Newest Review: ... now. ---------------- My thoughts ---------------- This novel would have, indeed, should have, received 5* from me. The scenes of war des... more
"No child or future generation will know what this was like"
Birdsong - Sebastian Faulks
Member Name: BitterFusion
Birdsong - Sebastian Faulks
Advantages: Excellent prose, engaging, thought provoking
Disadvantages: An awkward futuristic plot line
The plot primarily revolves around the life of Stephen Wraysford at various points throughout his life in France, prior to and during WWI. Initially, we meet Stephen in 1910; he has arrived at the Azaires' house to stay while conducting some work abroad. Whilst there, he embarks on an affair with the young wife of his host, Isabelle, and the two decide to run away together to start a life of their own. However, once away from the Azaire household, Isabelle begins to feel guilty for her actions, and consequently the relationship ceases. Fast forward six years into the future, and Stephen has enlisted himself in the Army, finding himself on the front line. Thus commences a powerful tale of endurance and life as we simply could not imagine now.
This novel would have, indeed, should have, received 5* from me. The scenes of war described by Sebastian Faulks are vivid, gritty and thoroughly gruesome at times. I was transported to a time that is unimaginable, into conditions that I could not fathom and disgusted me. Faulks managed to paint a human picture of life in the trenches; these were men who were accustomed to seeing death all too often. They became hardened to it, despaired at it. The quote used to title this review summarised, for me, Faulks' intentions in writing this novel; Faulks attempted to ensure that readers did not forget the individuals who experienced such hell. Through the various minor characters such as Jack Firebrace and Michael Weir, as well as Stephen's own experiences of war, Faulks reminds us that each individual soldier had his own history and his own story to tell. It is easy, perhaps, for us to learn passively about war in classrooms, or through documentaries. However, Faulks forces us to confront the humanity of the people who fought, and to relive the conditions within which they existed. So powerful are the descriptions of war and the day to day toil within the trenches that, were the novel based solely on the aspects of war alone, I would rate it 5*. However, this is not so.
I do not think that the love affair between Stephen and Isabelle was, itself, unnecessary in the novel. In fact, the contrast between the passionate elation felt between the lovers and the stark, despairing thoughts Stephen endures in the trenches only emphasises the brutality of war. Indeed, the descriptive powers of Faulks excellently demonstrates the humanity of these two individuals, overcome with lust for each other. As a reader, I willed their relationship to succeed. Thus, the emotive power of their affair definitely impacted the story well.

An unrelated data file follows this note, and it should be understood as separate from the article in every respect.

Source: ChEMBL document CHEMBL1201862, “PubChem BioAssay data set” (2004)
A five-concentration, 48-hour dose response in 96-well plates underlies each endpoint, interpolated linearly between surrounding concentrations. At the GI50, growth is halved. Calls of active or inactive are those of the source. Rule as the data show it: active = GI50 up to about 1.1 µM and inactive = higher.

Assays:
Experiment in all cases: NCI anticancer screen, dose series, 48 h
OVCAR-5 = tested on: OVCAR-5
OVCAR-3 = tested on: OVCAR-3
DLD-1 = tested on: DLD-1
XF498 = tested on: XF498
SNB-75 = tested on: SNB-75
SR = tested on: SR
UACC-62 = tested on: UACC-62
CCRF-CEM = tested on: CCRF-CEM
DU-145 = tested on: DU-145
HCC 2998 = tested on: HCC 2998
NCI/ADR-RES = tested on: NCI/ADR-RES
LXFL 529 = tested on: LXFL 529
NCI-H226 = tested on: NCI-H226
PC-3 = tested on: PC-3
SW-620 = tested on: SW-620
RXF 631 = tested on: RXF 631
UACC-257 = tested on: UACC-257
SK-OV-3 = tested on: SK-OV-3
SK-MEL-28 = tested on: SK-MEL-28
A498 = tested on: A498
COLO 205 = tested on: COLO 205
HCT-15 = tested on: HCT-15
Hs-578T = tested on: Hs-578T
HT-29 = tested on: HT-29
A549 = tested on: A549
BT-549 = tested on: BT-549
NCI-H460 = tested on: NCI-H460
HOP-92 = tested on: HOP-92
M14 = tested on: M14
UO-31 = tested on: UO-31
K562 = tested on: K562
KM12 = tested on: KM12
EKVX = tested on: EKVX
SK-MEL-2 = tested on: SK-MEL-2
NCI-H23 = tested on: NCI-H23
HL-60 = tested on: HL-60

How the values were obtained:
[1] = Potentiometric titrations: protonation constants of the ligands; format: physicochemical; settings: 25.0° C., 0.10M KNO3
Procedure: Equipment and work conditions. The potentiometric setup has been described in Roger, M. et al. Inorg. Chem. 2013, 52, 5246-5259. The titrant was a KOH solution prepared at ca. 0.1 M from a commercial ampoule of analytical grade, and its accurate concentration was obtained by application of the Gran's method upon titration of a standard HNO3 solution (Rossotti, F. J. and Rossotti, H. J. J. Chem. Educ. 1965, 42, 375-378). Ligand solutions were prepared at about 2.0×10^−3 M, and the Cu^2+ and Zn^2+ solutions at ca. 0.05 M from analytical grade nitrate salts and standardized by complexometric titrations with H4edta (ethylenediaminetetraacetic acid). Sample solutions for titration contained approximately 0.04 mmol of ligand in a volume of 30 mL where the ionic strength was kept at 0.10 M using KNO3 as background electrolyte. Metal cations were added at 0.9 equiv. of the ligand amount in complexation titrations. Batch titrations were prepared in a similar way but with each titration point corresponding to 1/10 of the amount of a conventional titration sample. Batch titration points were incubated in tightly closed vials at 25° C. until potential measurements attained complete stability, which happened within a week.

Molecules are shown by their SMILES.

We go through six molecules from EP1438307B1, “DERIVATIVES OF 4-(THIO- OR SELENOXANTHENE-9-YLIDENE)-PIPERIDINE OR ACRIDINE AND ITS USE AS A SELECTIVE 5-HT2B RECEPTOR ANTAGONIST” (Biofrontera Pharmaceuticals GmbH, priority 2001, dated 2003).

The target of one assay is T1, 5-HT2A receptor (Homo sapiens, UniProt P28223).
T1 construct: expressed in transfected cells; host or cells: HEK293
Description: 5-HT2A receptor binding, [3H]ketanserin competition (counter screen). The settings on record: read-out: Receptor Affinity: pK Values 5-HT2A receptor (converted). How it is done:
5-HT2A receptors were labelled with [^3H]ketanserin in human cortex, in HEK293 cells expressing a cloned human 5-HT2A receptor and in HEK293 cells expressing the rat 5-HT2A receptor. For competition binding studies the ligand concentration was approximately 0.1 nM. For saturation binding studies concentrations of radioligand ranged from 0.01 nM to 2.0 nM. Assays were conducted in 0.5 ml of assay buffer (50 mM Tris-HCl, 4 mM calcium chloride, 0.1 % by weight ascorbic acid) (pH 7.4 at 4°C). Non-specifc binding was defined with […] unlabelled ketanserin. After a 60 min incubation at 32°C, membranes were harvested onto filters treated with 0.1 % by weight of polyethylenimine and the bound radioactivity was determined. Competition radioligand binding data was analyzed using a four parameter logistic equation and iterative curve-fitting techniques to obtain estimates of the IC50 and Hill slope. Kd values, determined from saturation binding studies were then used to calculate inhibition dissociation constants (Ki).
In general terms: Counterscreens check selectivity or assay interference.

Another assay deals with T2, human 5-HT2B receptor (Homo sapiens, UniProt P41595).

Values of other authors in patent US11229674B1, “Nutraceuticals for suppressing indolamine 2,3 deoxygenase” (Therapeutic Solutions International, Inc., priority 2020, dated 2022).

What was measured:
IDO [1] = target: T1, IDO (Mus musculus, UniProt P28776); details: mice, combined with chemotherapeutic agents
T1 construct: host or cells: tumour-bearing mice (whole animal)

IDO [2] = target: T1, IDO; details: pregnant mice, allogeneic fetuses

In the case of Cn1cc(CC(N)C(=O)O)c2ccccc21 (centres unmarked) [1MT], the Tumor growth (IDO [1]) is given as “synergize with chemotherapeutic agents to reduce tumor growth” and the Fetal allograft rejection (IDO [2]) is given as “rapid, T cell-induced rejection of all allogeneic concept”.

However, the one aspect that did disrupt the overall success of this novel, in my opinion, was the occasional flash forwards to the 1970s. In these short sections, Elizabeth, who is later revealed as Stephen's granddaughter (although this is painfully obvious to all reading), for no apparent reason, is suddenly intent on discovering what it was to fight in WWI. Among her own personal relationship problems, she embarks on a journey to uncover the truth about her grandfather. These sections were, I believe, intended by Faulks as a way to nudge the conscience of the reader, and to emphasise the fact that we should not forget about our own ancestors who may have fought in the war, and their individual stories. While I can see why he included her in the novel, I felt her sections simply interrupted what was otherwise an engaging story. Her own plot line was more akin to something in the chick lit genre, and felt out of place compared to the stark graphic descriptions of war. Indeed, perhaps Faulks meant it as a way in which to give the reader respite from the heavy main plot line. However, if so, I felt it was unnecessary and an annoyance.
For that reason, I am giving Birdsong 4*. 1970s flash forwards aside, this novel is certainly worth picking up for an engaging and powerful experience of life in WWI. Thoroughly recommended.
Summary: An absorbing tale of love and war